On Wednesday 21st March 2019 the Marist Sisters of the Nadi community in Fiji witnessed a very simple but meaningful missioning ceremony of Sister Lora who is undertaking a reforestation project in the Yasawa Islands. Also present were Srs Lavinia Henry, Fiji Unit Leader, Noelene Simmons, General Bursar, and Lorraine Campbell, Fiji Unit Bursar. The hymns and readings reflected the purpose of missioning Lora to the land of her ancestors named MATANIWAI. The reforestation project that she is undertaking involves planting long term and short term trees, shrubs, flowers, fruit trees and vegetables. The principles of Laudato Si as expressed by Pope Francis are mirrored in this project. The Marist Sisters support Lora in this project and wish her well.
(Click on the images below to see the full-size photo)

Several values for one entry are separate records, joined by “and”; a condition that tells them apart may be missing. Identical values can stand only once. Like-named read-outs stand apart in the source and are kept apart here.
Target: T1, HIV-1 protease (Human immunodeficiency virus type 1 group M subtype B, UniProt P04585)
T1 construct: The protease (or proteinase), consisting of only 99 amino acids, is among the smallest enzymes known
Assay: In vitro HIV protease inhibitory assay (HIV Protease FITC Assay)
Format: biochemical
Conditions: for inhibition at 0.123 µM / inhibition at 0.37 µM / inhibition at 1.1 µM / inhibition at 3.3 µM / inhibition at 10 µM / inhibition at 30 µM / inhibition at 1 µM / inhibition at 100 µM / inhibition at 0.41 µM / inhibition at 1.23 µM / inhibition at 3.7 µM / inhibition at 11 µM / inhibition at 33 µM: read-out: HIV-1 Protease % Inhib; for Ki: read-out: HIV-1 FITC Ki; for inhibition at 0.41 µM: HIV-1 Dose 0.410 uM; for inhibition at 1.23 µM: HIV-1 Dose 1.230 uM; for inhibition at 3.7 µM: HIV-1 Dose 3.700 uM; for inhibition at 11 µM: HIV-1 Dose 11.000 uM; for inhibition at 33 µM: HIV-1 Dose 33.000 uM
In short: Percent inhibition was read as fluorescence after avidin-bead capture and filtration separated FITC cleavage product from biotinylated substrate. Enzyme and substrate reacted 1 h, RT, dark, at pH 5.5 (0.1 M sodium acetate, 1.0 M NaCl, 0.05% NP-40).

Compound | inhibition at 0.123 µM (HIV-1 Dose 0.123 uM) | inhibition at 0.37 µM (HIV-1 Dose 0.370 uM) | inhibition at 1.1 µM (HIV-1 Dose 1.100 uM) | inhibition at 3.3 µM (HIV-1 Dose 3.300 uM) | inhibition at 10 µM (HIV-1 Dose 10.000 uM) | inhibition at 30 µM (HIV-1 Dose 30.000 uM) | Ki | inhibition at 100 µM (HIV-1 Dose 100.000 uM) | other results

Students from Cerdon College Merrylands went to Fiji believing they were needed. They quickly learnt that it is in giving that we also receive. The students are very grateful to the Marist Sisters in Fiji for enabling them to have such wonderful experiences. They have come home richer people as a result of the time they spent there.
On Sunday 24th September, Australian Marist Sisters Kate McPhee and Gail Reneker , joined the Parish Eucharistic celebration at St Margaret Mary’s Parish Merrylands where Mr Nathan Mulheron and Miss Stephanie Ackaoui with 8 Year 11 Students from Cerdon College received a special blessing. On the 9th October, these two teachers and 8 students will travel to Fiji for an immersion experience with the Marist Sisters in Nadelei and Mt St Mary’s Nadi. We wish all involved rich and joy filled experiences and many blessings.
It has long been a tradition within the Marist Family that we pray to St Peter Chanel for vocations. On this the feast of St Peter Chanel, 28th April, we invite you to join with us in prayer. May we all have a deeper commitment to our vocation as Christians and also pray for vocation to the priesthood and religious life.